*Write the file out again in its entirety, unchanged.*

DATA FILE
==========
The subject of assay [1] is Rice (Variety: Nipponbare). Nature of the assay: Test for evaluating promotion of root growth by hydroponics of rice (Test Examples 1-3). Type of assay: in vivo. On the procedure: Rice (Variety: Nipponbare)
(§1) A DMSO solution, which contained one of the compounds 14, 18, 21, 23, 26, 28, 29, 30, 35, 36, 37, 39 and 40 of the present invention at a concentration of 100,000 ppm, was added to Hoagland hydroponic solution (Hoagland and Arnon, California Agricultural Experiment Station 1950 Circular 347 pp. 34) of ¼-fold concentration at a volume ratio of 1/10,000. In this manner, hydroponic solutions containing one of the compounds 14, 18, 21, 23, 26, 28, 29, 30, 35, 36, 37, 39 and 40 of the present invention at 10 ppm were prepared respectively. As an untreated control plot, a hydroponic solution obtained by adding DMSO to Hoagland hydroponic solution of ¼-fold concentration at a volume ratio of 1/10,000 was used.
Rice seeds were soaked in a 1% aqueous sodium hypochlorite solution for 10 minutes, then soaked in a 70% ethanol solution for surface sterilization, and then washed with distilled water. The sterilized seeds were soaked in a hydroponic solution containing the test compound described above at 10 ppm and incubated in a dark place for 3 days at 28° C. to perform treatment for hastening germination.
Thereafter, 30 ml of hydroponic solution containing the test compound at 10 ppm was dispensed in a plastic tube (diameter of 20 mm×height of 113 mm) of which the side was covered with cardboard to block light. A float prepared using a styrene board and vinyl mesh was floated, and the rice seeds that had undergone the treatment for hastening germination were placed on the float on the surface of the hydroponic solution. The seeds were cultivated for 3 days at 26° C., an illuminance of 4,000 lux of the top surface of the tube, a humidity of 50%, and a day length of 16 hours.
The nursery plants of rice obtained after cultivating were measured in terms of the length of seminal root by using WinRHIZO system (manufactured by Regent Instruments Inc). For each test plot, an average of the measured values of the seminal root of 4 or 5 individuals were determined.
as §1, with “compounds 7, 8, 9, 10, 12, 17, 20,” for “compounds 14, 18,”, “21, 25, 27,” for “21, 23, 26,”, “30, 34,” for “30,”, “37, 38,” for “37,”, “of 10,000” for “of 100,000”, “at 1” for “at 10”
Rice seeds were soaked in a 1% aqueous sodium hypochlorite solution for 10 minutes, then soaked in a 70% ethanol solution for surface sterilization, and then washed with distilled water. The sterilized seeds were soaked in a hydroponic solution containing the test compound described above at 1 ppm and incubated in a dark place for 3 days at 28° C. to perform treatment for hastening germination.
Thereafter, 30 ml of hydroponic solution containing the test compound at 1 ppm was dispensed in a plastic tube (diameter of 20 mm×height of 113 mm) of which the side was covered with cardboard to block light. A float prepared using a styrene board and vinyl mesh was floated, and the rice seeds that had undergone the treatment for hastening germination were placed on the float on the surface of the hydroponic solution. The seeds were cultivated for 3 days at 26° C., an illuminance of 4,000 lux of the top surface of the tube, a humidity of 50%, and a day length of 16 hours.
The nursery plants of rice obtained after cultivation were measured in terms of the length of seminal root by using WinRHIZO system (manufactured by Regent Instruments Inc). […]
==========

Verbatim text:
The subject of assay [1] is Rice (Variety: Nipponbare). Nature of the assay: Test for evaluating promotion of root growth by hydroponics of rice (Test Examples 1-3). Type of assay: in vivo. On the procedure: Rice (Variety: Nipponbare)
(§1) A DMSO solution, which contained one of the compounds 14, 18, 21, 23, 26, 28, 29, 30, 35, 36, 37, 39 and 40 of the present invention at a concentration of 100,000 ppm, was added to Hoagland hydroponic solution (Hoagland and Arnon, California Agricultural Experiment Station 1950 Circular 347 pp. 34) of ¼-fold concentration at a volume ratio of 1/10,000. In this manner, hydroponic solutions containing one of the compounds 14, 18, 21, 23, 26, 28, 29, 30, 35, 36, 37, 39 and 40 of the present invention at 10 ppm were prepared respectively. As an untreated control plot, a hydroponic solution obtained by adding DMSO to Hoagland hydroponic solution of ¼-fold concentration at a volume ratio of 1/10,000 was used.
Rice seeds were soaked in a 1% aqueous sodium hypochlorite solution for 10 minutes, then soaked in a 70% ethanol solution for surface sterilization, and then washed with distilled water. The sterilized seeds were soaked in a hydroponic solution containing the test compound described above at 10 ppm and incubated in a dark place for 3 days at 28° C. to perform treatment for hastening germination.
Thereafter, 30 ml of hydroponic solution containing the test compound at 10 ppm was dispensed in a plastic tube (diameter of 20 mm×height of 113 mm) of which the side was covered with cardboard to block light. A float prepared using a styrene board and vinyl mesh was floated, and the rice seeds that had undergone the treatment for hastening germination were placed on the float on the surface of the hydroponic solution. The seeds were cultivated for 3 days at 26° C., an illuminance of 4,000 lux of the top surface of the tube, a humidity of 50%, and a day length of 16 hours.
The nursery plants of rice obtained after cultivating were measured in terms of the length of seminal root by using WinRHIZO system (manufactured by Regent Instruments Inc). For each test plot, an average of the measured values of the seminal root of 4 or 5 individuals were determined.
as §1, with “compounds 7, 8, 9, 10, 12, 17, 20,” for “compounds 14, 18,”, “21, 25, 27,” for “21, 23, 26,”, “30, 34,” for “30,”, “37, 38,” for “37,”, “of 10,000” for “of 100,000”, “at 1” for “at 10”
Rice seeds were soaked in a 1% aqueous sodium hypochlorite solution for 10 minutes, then soaked in a 70% ethanol solution for surface sterilization, and then washed with distilled water. The sterilized seeds were soaked in a hydroponic solution containing the test compound described above at 1 ppm and incubated in a dark place for 3 days at 28° C. to perform treatment for hastening germination.
Thereafter, 30 ml of hydroponic solution containing the test compound at 1 ppm was dispensed in a plastic tube (diameter of 20 mm×height of 113 mm) of which the side was covered with cardboard to block light. A float prepared using a styrene board and vinyl mesh was floated, and the rice seeds that had undergone the treatment for hastening germination were placed on the float on the surface of the hydroponic solution. The seeds were cultivated for 3 days at 26° C., an illuminance of 4,000 lux of the top surface of the tube, a humidity of 50%, and a day length of 16 hours.
The nursery plants of rice obtained after cultivation were measured in terms of the length of seminal root by using WinRHIZO system (manufactured by Regent Instruments Inc). […]